Saturday, 15 November 2014

The Mark Hodder Interview Part Four

For some time now I`ve been posting my recent interview with Sexton Blake author Mark Hodder on this blog in instalments.
Parts 1 - 3 apppeared on 8, 15 and 19 October respectively so now it must be time for Part Four !
Q)  From comments you`ve posted online* I would think you have a very different worldview to that of Blake, yet you clearly have an enduring fascination with his world. Why do you think that is ?
A) Yep. There you have Blake upholding the superiority of the British Empire and British principles and British character...and here you have me putting the boot in at every opportunity.
Here`s the truth. When you look at propaganda it tells you more about what it`s seeking to defeat than what it`s striving to support. It`s that old truism of psychology : listen to how people insult others, for it reveals what they`re most deeply afraid of. 
Blakes` world is intriguing to me because, in the early years, it is so crammed with self-confidence : this is right, that is wrong, end of story. That unquestioning attitude then gets a kick in the teeth with the First World War , and we have this sudden explosion of super-criminals most of whom can be read as physically or psychologically damaged, or as people who can no longer understand how they fit into society.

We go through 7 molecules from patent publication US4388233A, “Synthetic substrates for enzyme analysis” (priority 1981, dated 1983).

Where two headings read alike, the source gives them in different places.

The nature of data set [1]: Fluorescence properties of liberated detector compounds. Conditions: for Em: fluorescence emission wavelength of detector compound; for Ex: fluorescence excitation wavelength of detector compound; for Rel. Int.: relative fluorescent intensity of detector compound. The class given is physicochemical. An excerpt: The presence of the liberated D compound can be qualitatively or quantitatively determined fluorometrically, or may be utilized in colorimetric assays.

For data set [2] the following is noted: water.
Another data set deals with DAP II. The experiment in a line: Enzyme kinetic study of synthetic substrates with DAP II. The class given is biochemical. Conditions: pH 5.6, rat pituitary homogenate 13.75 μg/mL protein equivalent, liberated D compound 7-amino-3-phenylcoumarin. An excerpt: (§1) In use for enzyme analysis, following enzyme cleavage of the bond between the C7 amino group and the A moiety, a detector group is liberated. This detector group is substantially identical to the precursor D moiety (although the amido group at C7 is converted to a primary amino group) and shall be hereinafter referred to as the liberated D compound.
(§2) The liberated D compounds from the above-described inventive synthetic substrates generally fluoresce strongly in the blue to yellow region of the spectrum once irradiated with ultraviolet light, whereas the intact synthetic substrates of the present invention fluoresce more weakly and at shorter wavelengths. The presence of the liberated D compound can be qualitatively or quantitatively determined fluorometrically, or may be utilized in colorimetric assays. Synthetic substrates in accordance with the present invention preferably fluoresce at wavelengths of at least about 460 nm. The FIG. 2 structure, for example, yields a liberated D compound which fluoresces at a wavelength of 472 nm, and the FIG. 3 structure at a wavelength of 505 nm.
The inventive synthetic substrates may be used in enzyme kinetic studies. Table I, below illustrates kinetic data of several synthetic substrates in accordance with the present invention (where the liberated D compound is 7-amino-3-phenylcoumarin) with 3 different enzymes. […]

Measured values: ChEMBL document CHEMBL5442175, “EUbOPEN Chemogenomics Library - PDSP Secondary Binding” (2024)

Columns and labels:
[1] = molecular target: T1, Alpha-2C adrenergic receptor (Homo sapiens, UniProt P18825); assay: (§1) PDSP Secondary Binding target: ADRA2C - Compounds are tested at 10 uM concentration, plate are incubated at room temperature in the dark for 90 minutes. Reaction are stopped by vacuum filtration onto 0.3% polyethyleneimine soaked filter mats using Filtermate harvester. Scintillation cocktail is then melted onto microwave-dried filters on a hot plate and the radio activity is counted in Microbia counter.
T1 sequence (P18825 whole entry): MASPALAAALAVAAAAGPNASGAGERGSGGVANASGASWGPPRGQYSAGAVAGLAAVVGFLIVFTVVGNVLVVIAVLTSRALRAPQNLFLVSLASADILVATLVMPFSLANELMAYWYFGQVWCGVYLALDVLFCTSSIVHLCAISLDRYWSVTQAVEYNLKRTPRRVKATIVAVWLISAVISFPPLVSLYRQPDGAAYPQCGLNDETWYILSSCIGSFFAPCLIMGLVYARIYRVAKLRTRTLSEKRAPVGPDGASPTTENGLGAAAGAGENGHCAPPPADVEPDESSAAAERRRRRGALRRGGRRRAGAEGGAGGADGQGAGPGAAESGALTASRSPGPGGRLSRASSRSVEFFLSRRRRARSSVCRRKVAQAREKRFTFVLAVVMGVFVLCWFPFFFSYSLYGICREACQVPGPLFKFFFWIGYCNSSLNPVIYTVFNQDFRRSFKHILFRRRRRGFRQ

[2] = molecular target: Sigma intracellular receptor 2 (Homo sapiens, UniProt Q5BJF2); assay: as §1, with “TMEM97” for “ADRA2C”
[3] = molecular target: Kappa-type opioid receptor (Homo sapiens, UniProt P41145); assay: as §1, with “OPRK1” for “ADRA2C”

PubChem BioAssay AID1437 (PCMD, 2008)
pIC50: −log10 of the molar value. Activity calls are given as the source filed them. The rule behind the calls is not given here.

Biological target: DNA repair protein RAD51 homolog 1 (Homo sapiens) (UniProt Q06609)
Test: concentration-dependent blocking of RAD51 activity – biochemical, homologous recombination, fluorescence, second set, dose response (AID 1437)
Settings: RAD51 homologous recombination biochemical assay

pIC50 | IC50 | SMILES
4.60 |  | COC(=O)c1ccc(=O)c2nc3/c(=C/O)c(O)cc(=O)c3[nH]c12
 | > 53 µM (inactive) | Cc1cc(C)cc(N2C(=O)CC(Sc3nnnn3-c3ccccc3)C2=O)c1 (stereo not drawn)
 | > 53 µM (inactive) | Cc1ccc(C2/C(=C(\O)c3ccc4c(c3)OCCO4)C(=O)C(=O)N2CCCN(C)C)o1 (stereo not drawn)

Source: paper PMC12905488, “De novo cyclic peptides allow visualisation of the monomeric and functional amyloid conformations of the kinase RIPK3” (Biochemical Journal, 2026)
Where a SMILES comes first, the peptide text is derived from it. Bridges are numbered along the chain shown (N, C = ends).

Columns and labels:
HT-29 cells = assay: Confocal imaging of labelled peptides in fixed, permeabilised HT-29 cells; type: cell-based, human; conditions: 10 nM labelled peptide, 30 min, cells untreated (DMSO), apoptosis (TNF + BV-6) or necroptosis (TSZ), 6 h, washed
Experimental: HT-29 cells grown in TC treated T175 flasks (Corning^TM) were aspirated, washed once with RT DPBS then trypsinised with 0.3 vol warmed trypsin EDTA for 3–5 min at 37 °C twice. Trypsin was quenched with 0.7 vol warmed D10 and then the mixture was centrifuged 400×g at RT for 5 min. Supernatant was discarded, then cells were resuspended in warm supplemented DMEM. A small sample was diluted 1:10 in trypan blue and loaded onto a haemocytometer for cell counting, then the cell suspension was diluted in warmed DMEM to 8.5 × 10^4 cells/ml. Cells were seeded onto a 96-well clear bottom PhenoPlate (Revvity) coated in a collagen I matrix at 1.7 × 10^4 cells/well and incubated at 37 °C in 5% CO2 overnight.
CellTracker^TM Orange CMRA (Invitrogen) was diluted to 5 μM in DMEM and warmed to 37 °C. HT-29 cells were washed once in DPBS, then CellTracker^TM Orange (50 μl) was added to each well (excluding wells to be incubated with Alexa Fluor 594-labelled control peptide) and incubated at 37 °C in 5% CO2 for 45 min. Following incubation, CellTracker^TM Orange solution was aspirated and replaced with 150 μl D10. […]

The Second World War knocks the Blake world even harder. Now the adventures are suddenly about ordinary people effected by crime, as if all the big world-spanning ideas and conflicts have been relocated to the average persons` kitchen. Aristocracy becomes an irrelevance. And on into the `50s and `60s , during which time Blake hardly represents anything but himself, in a manner that often feels rather empty and soulless.
So for me, the Blake saga, from beginning to end, is a historical document, but rather than examining history from on high, as historians tend to do,  it observes it from pavement level  and so gives a far better feel for how the world was.
That concludes Part Four of my interview with Mark Hodder, author of The Silent Thunder Caper and one of the contributors to the short story collection Zenith Lives. Both titles can be acquired from publisher Obverse Books at .
Part Five will be along soon, so watch this space !
* "The capitalist system, in divorcing itself from social responsibility, has so undermined itself that people are now waking up and fighting back." Mark Hodder - `More Thoughts on Steampunk` -  Mark Hodder Presents, 27 Feb 2012 ( ).

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